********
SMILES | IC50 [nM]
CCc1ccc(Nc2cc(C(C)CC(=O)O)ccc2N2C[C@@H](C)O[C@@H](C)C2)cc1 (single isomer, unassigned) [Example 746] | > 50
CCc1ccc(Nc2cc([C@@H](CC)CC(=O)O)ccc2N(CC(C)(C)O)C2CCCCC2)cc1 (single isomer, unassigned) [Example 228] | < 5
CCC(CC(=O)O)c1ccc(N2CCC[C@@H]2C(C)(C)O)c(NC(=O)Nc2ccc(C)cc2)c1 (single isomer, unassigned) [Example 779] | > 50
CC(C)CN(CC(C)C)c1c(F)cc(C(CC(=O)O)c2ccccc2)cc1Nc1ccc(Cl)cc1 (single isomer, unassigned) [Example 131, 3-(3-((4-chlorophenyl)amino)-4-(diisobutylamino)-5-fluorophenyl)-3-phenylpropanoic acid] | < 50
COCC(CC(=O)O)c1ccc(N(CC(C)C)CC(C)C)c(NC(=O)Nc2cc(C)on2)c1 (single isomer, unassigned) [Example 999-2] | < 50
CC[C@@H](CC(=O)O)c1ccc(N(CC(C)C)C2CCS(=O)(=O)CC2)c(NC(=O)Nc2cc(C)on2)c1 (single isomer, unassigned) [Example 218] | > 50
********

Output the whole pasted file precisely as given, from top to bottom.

SMILES | IC50 [nM]
CCc1ccc(Nc2cc(C(C)CC(=O)O)ccc2N2C[C@@H](C)O[C@@H](C)C2)cc1 (single isomer, unassigned) [Example 746] | > 50
CCc1ccc(Nc2cc([C@@H](CC)CC(=O)O)ccc2N(CC(C)(C)O)C2CCCCC2)cc1 (single isomer, unassigned) [Example 228] | < 5
CCC(CC(=O)O)c1ccc(N2CCC[C@@H]2C(C)(C)O)c(NC(=O)Nc2ccc(C)cc2)c1 (single isomer, unassigned) [Example 779] | > 50
CC(C)CN(CC(C)C)c1c(F)cc(C(CC(=O)O)c2ccccc2)cc1Nc1ccc(Cl)cc1 (single isomer, unassigned) [Example 131, 3-(3-((4-chlorophenyl)amino)-4-(diisobutylamino)-5-fluorophenyl)-3-phenylpropanoic acid] | < 50
COCC(CC(=O)O)c1ccc(N(CC(C)C)CC(C)C)c(NC(=O)Nc2cc(C)on2)c1 (single isomer, unassigned) [Example 999-2] | < 50
CC[C@@H](CC(=O)O)c1ccc(N(CC(C)C)C2CCS(=O)(=O)CC2)c(NC(=O)Nc2cc(C)on2)c1 (single isomer, unassigned) [Example 218] | > 50